Even on days when it rains in Charleston, it’s still a good day because you’re in Charleston. And while you might have to cancel a trip to the beach or reschedule your walking tour, there’s still plenty to do in and around Charleston on even the rainiest of days.
Here are some good indoor options for those rainy days in the Holy City:
If the kids need a place to burn off some extra energy, this is the spot. The Children’s Museum has hands-on exhibits and activities, including an art room, pint-sized grocery store, pirate ship, a medieval castle and water play area.
Located in the heart of downtown, the Gibbes houses more than 10,000 works of fine art, principally American works with a Charleston or Southern connection as well as special exhibitions. Visit the first floor for free and check out the Museum Store and Café Gibbes with sandwiches, soups, and beverages.
The Halsey Institute of Contemporary Art is a non-profit, non-collecting contemporary art institute within the School of the Arts at the College of Charleston in Charleston, South Carolina. The HICA presents contemporary art exhibitions by emerging or mid-career artists. The exhibits are always free and open to the public.
located in downtown Charleston has several rotating exhibits and permanent displays highlighting various aspects of Lowcountry history. Also, check out Kidstory, a hands-on exhibit specifically for children.
The Patriots Point Naval & Maritime Museum is a famous Charleston landmark that is mostly covered from the rain and weather except for the top deck of the USS Yorktown, a famous decommissioned aircraft carrier. Great place to take the family, explore and learn about our nation’s history.
There’s already lots of water here! Learn about everything from sea turtles to jellyfish through interactive displays, dive shows in the great ocean tank or go behind the scenes for a look at the Sea Turtle Hospital.
Walking distance from Tanger Outlets, this museum is great for kids and adults with its one-of-a-kind fire vehicles, antique fire equipment, fire truck simulator and interactive displays. $1 off per person coupon.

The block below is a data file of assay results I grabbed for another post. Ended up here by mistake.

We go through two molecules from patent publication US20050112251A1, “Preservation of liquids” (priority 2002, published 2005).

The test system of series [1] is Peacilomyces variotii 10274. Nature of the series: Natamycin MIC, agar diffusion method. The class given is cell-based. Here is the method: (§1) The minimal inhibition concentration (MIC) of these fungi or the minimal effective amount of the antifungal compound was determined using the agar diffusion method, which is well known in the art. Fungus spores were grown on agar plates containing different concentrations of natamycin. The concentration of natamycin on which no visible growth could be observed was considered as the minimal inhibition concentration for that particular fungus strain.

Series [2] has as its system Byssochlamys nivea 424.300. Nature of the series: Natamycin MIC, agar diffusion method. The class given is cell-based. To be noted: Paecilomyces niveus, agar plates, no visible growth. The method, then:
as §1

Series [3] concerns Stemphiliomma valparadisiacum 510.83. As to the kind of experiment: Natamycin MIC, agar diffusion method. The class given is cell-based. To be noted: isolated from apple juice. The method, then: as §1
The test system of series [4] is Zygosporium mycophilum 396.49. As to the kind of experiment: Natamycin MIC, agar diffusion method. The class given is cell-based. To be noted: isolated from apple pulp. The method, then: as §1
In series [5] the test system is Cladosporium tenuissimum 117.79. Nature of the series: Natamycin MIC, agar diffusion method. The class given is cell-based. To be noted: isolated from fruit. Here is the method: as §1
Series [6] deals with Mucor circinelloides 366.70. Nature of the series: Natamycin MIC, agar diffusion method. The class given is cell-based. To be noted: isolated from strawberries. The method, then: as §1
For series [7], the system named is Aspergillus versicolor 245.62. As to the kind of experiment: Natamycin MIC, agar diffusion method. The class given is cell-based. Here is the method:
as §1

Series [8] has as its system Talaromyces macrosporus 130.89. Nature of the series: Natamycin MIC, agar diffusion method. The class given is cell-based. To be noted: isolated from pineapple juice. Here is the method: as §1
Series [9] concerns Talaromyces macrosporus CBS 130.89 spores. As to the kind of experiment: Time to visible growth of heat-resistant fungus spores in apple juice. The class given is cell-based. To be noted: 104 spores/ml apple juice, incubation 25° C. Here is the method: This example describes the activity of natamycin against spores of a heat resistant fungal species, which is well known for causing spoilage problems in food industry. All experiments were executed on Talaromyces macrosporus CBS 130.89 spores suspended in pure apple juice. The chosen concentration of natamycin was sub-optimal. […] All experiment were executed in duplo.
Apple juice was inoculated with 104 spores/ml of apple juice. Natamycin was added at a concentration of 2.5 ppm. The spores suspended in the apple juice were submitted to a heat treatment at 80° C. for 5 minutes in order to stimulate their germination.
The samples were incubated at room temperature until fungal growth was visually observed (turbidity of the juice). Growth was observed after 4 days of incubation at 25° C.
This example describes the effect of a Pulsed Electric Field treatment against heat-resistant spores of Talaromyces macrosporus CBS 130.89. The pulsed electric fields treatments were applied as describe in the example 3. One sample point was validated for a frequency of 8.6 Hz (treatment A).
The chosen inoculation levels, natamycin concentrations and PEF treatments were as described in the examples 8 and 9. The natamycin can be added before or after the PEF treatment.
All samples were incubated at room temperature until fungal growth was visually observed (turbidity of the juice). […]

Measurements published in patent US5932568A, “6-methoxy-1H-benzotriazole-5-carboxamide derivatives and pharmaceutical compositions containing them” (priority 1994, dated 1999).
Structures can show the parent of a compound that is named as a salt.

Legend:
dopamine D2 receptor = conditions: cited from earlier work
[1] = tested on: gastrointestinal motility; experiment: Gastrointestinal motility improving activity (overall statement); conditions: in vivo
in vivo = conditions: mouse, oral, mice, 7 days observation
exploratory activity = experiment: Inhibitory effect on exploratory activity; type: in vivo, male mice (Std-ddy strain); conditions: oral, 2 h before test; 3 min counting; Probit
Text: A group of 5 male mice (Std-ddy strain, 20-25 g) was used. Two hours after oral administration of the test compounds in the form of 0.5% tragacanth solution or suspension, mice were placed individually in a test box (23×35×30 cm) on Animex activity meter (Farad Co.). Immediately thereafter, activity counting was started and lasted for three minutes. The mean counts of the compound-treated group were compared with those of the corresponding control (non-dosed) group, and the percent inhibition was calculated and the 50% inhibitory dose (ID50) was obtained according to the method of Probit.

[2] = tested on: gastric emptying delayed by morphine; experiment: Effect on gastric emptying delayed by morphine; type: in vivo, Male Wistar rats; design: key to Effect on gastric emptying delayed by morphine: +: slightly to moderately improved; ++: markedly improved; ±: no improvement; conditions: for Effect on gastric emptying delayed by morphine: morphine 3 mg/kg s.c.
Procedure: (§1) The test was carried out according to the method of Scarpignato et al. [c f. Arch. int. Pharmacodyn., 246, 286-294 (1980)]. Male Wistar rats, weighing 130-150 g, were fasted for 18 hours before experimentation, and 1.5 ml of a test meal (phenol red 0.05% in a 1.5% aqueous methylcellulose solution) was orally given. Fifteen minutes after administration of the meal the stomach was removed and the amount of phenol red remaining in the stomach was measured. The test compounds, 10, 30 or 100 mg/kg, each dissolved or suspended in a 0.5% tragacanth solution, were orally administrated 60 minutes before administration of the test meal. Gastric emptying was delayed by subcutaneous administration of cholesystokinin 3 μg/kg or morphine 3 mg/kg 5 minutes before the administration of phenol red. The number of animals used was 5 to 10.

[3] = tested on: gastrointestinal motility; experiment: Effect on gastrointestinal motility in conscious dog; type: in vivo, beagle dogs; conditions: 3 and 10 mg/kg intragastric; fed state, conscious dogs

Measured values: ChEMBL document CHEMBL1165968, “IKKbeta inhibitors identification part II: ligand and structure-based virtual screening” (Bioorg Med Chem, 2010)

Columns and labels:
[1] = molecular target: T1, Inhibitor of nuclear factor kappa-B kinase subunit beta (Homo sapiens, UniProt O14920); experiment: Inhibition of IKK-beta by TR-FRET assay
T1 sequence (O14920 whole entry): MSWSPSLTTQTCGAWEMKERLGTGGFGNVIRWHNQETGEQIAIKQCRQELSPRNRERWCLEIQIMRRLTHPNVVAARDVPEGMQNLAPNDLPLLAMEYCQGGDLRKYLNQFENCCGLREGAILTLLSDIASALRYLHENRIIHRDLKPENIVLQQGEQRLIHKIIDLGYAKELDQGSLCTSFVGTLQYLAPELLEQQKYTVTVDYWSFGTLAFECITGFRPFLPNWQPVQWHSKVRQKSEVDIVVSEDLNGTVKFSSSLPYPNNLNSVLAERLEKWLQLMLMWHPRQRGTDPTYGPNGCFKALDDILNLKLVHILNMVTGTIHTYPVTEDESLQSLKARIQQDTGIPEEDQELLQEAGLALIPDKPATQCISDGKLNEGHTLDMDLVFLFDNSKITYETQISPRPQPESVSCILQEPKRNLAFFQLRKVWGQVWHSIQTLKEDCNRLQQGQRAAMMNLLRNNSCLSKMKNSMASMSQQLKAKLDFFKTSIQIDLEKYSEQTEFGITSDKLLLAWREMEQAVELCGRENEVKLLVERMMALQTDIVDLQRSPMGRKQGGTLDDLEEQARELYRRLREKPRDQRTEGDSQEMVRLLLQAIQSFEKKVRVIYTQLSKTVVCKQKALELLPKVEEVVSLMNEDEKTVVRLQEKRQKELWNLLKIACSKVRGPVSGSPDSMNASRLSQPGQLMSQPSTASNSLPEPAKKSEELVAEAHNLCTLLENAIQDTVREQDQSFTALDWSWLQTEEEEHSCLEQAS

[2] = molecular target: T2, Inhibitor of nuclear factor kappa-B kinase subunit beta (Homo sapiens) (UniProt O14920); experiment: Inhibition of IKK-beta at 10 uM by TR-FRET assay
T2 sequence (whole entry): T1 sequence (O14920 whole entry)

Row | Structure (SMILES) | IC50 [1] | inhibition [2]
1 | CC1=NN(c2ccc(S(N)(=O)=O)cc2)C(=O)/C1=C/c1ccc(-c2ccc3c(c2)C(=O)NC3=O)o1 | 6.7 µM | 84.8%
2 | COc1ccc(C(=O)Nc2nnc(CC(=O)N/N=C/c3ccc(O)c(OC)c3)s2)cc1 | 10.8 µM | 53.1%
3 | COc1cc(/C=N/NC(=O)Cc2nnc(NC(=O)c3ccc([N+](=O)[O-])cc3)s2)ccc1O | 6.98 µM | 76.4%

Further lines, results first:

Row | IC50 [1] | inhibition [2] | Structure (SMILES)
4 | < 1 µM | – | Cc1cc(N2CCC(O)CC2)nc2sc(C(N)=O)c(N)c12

Catch a Show
A good resource for a schedule of local theater productions is Theatre Charleston. Also, check out The Black Fedora Comedy Mystery Theatre: Three comic mysteries run most evenings with some matinees and morning shows. Shows range from a G-rated pirate mystery to the “Sherlock Holmes and the Charleston History Mystery.” Also check out the shop for mystery-themed books and gifts.
Watch a Movie
There are many movie theaters in almost every area of the city where you can catch the latest blockbuster. Visit Fandango to search for the theater nearest you.
Stop off for some new rain boots at an area mall or shopping center. Nice covered spaces include Northwoods Mall in North Charleston, Citadel Mall in the West Ashley area and Tanger Outlets in North Charleston. The Charleston City Market is also covered from the rain, but beware: when it rains hard, the Market area floods. Also, check out this video of the Charleston City Market.
This is a great way to see a lot of history and learn the facts in the comfort of an air-conditioned vehicle. They will also transport you out to the plantations and a harbor tour can be added as well. There are two companies that we recommend:
Edmonston-Alston House –Take a 30-minute guided tour of the home’s public rooms and piazzas with a special focus on its Federal and Greek revival design and collection of family silver, decorative arts and furniture.
Joseph-Manigault House – One of Charleston’s most exquisite antebellum structures, this house, built in 1803, reflects the urban lifestyle of a wealthy, rice-planting family and the enslaved African Americans who lived there.
- Calhoun Mansion – This incredible home is a baronial Italianate manor house, widely acclaimed as one of the great post Civil War homes on the Eastern Seaboard. Although it is a private residence, it is open daily for public tours.
- Aiken-Rhett House – This home, built in 1820, remained in the hands of family descendants for 142 years until it opened as a museum house in 1975. The house was built by Charleston merchant John Robinson. When Robinson lost five ships at sea in 1825, he was forced to sell the house. In 1827, it was sold to William Aiken Sr.
More Fun Things To Do
- Sky Zone – Mount Pleasant, indoor trampoline park.
- Velocity Air Sports – North Charleston, indoor trampoline park, arcade, ninja warrior course, and inflatables.
- Charleston Fun Park – Mount Pleasant, indoor arcade. Outdoor Go-Karts, two miniature golf courses, jump land, gemstone or fossil mining and a climbing wall.
- Frankie’s Fun Park – North Charleston, indoor arcade, go-karts, batting cages, mini golf, and bumper boats.
- Carolina Ice Palace – North Charleston, indoor skating rink open year round.
- The Alley – Downtown Charleston, eight bowling lanes, three bars, a full kitchen, and retro arcade games.
- Candlefish – Downtown Charleston, make your own candle.
Check out our Charleston online events calendar that’s always being updated
One important note for visitors is to use caution when driving through downtown Charleston. Especially at high tide, many streets (including Market Street) are prone to significant flooding and can make driving dangerous. Don’t drive through high water and check the City of Charleston website for updates on road closures. Sometimes businesses and attractions close early if rain/flooding is particularly bad.
Let us know what you like to do on a rainy day in Charleston!